At least 50-60 per cent of twins are born before 37 weeks, and up to fifteen per cent before 32 weeks. Once the babies are born, each baby will be assessed and treated individually.
Two key factors in how a baby does after a premature birth are gestational age and birth weight. In addition, some babies have other health problems, identifiable before birth or soon after, that may affect their progress and outcome.
The more premature a baby is, the more assistance they are likely to require. For example, twins born at 36 weeks may be more mature but are still likely to be a little slow in learning to breastfeed; those born before 32 weeks are likely to require assistance with breathing (ventilation) and may have other health problems (temporary or otherwise); and those born before 28 weeks may have potentially life-threatening problems at birth and a poorer long-term prognosis. However, if a premature baby has a good weight for gestational age at birth, their chances of survival, and of a life with minor or no permanent health problems, improve considerably. The issue of prematurity is therefore not the only factor to take into consideration when babies are born early.
Reasons for premature delivery
There are several reasons why so many twins are born prematurely. One is that the mother goes into labour spontaneously. We still do not know what triggers labour, or why membranes rupture without warning, and it is therefore very difficult to prevent premature labour from occurring. Sometimes, if there are concerns about the health of the mother or the babies, the decision is taken to deliver the babies early (whether by induction or Caesarean section), as the risks to the babies by being born at this time are less than if they remain for longer in the womb.
The reasons for early delivery include:
- risk of infection after premature rupture of the membranes
- pre-eclampsia or high blood pressure
- pre-existing diabetes or gestational diabetes
- genital tract infection (e.g. chlamydia, gonorrhea)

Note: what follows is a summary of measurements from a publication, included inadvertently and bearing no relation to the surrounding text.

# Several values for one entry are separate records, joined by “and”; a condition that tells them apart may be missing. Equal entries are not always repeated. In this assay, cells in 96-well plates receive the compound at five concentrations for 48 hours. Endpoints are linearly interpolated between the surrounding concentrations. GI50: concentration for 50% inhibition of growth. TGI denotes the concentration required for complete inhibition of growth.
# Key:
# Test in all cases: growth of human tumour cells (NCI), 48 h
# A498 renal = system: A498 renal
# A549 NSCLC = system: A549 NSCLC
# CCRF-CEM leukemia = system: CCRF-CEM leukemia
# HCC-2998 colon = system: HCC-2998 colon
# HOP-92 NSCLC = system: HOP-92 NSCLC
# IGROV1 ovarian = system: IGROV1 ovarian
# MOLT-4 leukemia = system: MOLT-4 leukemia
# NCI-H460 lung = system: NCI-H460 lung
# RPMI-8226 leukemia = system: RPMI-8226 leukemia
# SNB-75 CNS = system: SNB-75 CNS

- bleeding from the placenta due to placenta praevia or placental abruption
- reduced efficiency of the placenta
- intra-uterine growth restriction (IUGR)
- monochorionic pregnancy
- twin-to-twin transfusion syndrome (TTTS)
- fetal abnormality.
It is not possible to predict if a woman with a healthy pregnancy will go into spontaneous premature labour (although it is known that if you have had a previous, unexplained premature birth it is more likely to happen again). Similarly, there are often no indicators that an issue will develop that requires an early delivery. No medication given to women with twins to prevent pre-term delivery has been shown to have an improved outcome.
What happens when you go into labour prematurely
If you think you might be experiencing signs of premature labour, call the labour ward without delay, whatever your gestation, so that they can advise you on what to do. Similarly, if you have any bleeding you must seek advice immediately.
If you are asked to come in to the hospital to be examined and it is confirmed that your labour is beginning, you may be given a drug to relax the uterus; this, together with complete bed rest for a few days, may slow down the contractions or stop them altogether. If your contractions do not cease, the doctors will have a discussion with you and a decision will be made whether to deliver the babies vaginally or by Caesarean section.
Depending on the gestation of your pregnancy, doctors may attempt to delay the delivery for as long as possible, as the more time that very premature babies are in the womb, the more it helps their lungs and brains to mature. Doctors will give you a steroid injection (or two, twelve hours apart), which speeds up the production of surfactant, the substance that is essential for the functioning of the lungs.
Surfactant only begins to be produced at 26 weeks, continuing right up until 40 weeks. So the later babies are born, the better their lung development will be, which increases their chances of being able to breathe unassisted at birth. Delaying the delivery may also enable you to be transferred, if necessary, to a hospital with suitable neonatal care facilities. This will mean that you and your babies are both in the same hospital after the delivery and, if they are very premature, will ensure they are given the appropriate level of care from the moment they are born.
Excerpt from Expecting Twins? by Professor Mark Kilby, Jane Denton and Debbie Beckerman, published by Hardie Grant Books, $34.95.